Salt is a mineral composed primarily of sodium chloride, a chemical compound belonging to the larger class of salts; salt in the form of a natural crystalline mineral is known as rock salt or halite. Salt is present in vast quantities in seawater
What is salt made of?
To most people, salt refers to table salt, which is sodium chloride. Sodium chloride forms from the ionic bonding of sodium ions and chloride ions. There is one sodium cation (Na+) for every chloride anion (Cl–), so the chemical formula is NaCl
Secret History of Salt
The history of the world according to salt is simple: animals wore paths to salt licks; men followed; trails became roads, and settlements grew beside them. When the human menu shifted from salt-rich game to cereals, more salt was needed to supplement the diet. But the underground deposits were beyond reach, and the salt sprinkled over the surface was insufficient. Scarcity kept the mineral precious. As civilization spread, salt became one of the world’s principal trading commodities.
Salt routes crisscrossed the globe. One of the most travelled led from Morocco south across the Sahara to Timbuktu. Ships bearing salt from Egypt to Greece traversed the Mediterranean and the Aegean. Herodotus describes a caravan route that united the salt oases of the Libyan desert. Venice’s glittering wealth was attributable not so much to exotic spices as to common place salt, which Venetians exchanged in Constantinople for the spices of Asia. In 1295, when he first returned from Cathay, Marco Polo delighted the Doge with tales of the prodigious value of salt coins bearing the seal of the great Khan. secret history of salt
As early as the 6th century, in the sub-Sahara, Moorish merchants routinely traded salt ounce for ounce for gold. In Abyssinia, slabs of rock salt, called ‘amôlés, became coin of the realm. Each one was about ten inches long and two inches thick. Cakes of salt were also used as money in other areas of central Africa.
Not only did salt serve to flavour and preserve food, it made a good antiseptic, which is why the Roman word for these salubrious crystals (Sal) is a first cousin to Salus, the goddess of health. Of all the roads that led to Rome, one of the busiest was the Via Salaria, the salt route, over which Roman soldiers marched and merchants drove oxcarts full of the precious crystals up the Tiber from the salt pans at Ostia. A soldier’s pay—consisting in part of salt—came to be known as solarium argentum, from which we derive the word salary. A soldier’s salary was cut if he “was not worth his salt,” a phrase that came into being because the Greeks and Romans often bought slaves with salt.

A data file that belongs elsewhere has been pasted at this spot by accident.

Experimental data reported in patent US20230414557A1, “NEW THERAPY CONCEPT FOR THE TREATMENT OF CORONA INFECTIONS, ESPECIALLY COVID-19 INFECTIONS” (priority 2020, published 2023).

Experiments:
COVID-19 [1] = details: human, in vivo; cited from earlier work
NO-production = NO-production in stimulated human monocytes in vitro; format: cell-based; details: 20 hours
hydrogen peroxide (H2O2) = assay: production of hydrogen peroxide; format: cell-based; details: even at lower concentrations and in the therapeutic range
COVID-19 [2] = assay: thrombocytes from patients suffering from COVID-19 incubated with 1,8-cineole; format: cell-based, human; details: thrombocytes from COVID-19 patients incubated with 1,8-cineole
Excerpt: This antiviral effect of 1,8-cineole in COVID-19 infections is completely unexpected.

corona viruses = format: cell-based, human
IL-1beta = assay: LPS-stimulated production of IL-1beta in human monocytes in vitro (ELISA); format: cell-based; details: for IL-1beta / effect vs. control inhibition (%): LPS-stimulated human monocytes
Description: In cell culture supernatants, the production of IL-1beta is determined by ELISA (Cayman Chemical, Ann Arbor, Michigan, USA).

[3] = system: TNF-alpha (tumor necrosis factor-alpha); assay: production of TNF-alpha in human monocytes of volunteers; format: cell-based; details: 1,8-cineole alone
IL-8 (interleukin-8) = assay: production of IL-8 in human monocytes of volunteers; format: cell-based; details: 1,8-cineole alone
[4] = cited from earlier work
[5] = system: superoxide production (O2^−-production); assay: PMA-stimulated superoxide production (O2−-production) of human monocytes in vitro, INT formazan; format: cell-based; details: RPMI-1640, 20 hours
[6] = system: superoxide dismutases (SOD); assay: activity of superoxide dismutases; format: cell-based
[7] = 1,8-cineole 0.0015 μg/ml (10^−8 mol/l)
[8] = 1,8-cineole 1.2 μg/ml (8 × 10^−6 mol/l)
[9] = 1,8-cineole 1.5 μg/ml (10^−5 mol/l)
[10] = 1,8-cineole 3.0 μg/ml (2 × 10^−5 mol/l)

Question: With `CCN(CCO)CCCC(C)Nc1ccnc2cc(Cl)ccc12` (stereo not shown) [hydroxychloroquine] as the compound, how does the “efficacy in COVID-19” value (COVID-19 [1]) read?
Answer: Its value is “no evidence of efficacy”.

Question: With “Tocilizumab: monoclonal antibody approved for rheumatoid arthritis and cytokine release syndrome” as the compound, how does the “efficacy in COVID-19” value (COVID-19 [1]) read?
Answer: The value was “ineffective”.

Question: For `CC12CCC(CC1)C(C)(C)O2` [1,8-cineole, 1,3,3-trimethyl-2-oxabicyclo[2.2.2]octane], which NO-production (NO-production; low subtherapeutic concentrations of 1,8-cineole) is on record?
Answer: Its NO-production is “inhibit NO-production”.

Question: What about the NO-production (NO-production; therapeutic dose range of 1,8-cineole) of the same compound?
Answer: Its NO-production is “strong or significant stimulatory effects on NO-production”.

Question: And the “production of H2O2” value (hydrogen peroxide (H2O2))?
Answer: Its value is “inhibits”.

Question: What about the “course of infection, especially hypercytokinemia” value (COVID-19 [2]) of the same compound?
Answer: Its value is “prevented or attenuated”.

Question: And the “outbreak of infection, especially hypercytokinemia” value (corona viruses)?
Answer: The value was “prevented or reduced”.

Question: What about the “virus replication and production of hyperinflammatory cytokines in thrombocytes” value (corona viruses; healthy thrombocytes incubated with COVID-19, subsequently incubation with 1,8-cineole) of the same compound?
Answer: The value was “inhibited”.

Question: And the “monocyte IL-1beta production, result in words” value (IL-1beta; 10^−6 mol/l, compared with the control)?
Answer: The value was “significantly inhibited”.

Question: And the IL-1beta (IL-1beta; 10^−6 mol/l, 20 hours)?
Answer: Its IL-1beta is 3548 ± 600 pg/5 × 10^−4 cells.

During the Middle Ages, the ancient sanctity of salt slid toward superstition. The spilling of salt was considered ominous, a portent of doom. (In Leonardo da Vinci’s painting The Last Supper, the scowling Judas is shown with an overturned saltcellar in front of him.) After spilling salt, the spiller had to cast a pinch of it over his left shoulder because the left side was thought to be sinister, a place where evil spirits tended to congregate.
The social symbolism of salt was painfully evident in the medieval equivalents of the Amy Vanderbilt Complete Book of Etiquette. As late as the 18th century, the rank of guests at a banquet was gauged by where they sat in relation to an often-elaborate silver saltcellar on the table. The host and “distinguished” guests sat at the head of the table—”above the salt.” People who sat below the salt, farthest from the host, were of little consequence.